Children are dominating presentations at hospital emergency departments, new research has revealed. Photo: Damian ShawYoung children and people aged in their 20s are visiting public hospital emergency departments in greater numbers than the elderly, a new study has found.
The research raises questions about why some children are being taken to hospital instead of GPs and follows concern paediatric hospitals are being overloaded with demand, blowing out waiting times for care.
For years, elderly Australians have been mostly blamed for increasing demand on health care services, but while their needs are high, in absolute numbers they are not the greatest consumers of emergency department services.
A study of people presenting to Victoria’s 24-hour emergency departments between 2002 and 2013 found that children aged zero to four were the largest group seen consistently over time and had increased 29 per cent to 161,988in 2012-13.
The second largest group were those aged 20 to 24 who collectively increased 49 per cent to 112,127 in 2012-13.
In contrast, patients aged 75 to 79 jumped 45 per cent to 57,065 in 2012-13.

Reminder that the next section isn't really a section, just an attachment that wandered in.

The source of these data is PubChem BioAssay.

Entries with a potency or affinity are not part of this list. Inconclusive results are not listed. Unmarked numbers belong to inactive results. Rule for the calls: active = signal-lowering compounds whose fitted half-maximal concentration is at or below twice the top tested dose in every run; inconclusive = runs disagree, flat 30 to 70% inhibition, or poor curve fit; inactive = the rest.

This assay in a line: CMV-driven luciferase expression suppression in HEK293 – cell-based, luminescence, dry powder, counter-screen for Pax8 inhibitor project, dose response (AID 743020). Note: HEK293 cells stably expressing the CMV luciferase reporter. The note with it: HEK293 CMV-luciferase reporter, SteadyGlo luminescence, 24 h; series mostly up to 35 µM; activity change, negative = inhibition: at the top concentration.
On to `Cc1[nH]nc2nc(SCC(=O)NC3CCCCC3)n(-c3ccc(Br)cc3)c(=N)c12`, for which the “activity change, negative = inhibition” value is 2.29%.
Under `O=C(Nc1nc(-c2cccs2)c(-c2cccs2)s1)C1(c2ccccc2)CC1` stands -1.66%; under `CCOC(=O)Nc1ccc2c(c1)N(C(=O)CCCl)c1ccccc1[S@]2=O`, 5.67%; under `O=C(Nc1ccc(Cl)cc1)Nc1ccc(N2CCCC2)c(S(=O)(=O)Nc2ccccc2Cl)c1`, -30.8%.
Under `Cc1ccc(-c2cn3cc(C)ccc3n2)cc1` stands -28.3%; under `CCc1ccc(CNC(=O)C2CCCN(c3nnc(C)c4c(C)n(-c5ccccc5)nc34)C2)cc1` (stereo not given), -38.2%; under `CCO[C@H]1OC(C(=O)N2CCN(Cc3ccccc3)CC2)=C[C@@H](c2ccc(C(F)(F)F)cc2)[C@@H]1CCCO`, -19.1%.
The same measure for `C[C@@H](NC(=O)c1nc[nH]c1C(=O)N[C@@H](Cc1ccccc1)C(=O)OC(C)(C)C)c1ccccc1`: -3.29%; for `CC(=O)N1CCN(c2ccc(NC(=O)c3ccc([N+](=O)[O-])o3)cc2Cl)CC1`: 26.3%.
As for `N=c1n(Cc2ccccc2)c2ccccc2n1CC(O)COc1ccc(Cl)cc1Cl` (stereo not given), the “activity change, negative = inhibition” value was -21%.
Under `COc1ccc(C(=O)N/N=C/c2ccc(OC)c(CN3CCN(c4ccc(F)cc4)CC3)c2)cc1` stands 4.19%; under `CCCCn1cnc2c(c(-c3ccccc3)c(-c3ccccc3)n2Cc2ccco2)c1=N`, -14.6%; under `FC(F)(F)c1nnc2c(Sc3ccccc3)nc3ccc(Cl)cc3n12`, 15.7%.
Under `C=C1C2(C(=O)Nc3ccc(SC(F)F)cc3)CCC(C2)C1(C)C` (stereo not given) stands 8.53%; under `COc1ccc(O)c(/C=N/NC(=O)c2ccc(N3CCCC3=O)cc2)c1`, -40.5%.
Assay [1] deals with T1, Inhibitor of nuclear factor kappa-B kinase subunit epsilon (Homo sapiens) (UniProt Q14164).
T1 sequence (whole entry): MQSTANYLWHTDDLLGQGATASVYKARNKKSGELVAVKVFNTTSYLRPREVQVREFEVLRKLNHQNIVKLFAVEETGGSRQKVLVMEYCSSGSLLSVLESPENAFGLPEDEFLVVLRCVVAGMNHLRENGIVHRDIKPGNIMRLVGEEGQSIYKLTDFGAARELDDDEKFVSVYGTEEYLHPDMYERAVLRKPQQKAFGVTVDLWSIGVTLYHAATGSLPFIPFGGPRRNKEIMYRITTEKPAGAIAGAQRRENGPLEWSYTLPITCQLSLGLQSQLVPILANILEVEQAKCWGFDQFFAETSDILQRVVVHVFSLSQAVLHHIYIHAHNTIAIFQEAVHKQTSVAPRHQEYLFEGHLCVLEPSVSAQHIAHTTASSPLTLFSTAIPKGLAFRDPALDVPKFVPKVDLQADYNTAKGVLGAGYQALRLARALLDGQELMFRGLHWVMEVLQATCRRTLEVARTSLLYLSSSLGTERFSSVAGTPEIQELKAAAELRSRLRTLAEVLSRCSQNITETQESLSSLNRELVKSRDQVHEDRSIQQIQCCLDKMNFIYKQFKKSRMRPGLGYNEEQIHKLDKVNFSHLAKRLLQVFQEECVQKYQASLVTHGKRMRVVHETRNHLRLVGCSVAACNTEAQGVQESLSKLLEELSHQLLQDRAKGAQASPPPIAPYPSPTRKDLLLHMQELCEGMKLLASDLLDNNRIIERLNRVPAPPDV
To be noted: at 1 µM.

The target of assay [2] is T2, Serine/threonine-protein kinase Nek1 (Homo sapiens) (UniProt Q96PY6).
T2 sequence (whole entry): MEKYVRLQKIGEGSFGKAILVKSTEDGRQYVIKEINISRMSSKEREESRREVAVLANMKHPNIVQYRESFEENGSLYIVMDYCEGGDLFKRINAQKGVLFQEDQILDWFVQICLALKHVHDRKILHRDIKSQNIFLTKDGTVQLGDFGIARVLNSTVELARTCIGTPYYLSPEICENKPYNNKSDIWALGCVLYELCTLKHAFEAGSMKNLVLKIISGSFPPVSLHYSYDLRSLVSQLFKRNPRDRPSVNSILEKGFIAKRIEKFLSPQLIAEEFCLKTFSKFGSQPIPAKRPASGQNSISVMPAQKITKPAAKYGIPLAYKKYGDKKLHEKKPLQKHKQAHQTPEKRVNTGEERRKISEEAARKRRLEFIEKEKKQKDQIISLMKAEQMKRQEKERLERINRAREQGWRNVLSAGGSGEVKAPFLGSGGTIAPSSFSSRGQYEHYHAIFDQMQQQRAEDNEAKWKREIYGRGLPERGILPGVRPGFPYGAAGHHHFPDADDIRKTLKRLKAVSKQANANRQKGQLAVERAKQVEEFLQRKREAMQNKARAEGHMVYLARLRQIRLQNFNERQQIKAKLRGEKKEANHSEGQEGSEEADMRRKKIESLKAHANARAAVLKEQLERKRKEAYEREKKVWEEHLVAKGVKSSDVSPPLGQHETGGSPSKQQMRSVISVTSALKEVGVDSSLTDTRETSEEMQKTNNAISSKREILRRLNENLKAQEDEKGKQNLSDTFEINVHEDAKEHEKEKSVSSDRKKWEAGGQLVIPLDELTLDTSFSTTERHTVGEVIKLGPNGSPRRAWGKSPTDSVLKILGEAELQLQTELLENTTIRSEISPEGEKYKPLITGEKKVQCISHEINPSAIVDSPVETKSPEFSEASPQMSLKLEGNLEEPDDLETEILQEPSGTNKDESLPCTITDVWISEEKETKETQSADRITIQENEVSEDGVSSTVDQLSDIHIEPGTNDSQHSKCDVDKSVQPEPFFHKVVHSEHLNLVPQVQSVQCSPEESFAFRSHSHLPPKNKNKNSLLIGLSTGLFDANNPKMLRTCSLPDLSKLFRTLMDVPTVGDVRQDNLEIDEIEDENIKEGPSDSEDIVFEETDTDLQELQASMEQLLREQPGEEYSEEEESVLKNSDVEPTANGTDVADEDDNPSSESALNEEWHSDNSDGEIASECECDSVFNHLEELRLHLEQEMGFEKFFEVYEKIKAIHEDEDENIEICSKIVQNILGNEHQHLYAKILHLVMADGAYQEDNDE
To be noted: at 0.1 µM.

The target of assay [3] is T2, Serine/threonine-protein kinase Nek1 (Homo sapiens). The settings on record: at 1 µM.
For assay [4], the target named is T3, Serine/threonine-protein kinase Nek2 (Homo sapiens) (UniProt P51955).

The study, published in Emergency Medicine Australasia this month, revealed a 55 per cent surge in all emergency patients to 2013, and the fastest growth was in triage categories one to three – the highest urgency groups which include heart attacks, strokes, major trauma and serious illnesses such as meningococcal.
However, it did find that the majority of young people seeking care were classified triage category four and five, making them less urgent patients, and that older patients were more likely to require urgent care.
The researchers said while it was unclear why so many children were seeking hospital treatment, it was possible they were not seeing GPs as much as they should be.
Despite more children surviving with chronic illnesses for longer than ever before, the researchers said the number of children using extended GP consultations usually dedicated to complex cases had decreased over the past 20 years.
The researchers said it was also possible that people went to emergency departments when they could not see a GP; that parents do not sufficiently trust GPs to care for their children; and that GPs are referring parents to emergency departments because they do not feel capable of treating them.
The research team, led by Melbourne University paediatric professor Gary Freed, called for authorities to ensure “adequate capacity and workforce within both the primary care as well as emergency services systems to provide care to patients, regardless of their age”.
“Increasing demand absent a corresponding increase in ED (emergency department) capacity can impact patient safety by contributing to overcrowding, longer waiting times and an increased risk of adverse events,” he wrote.
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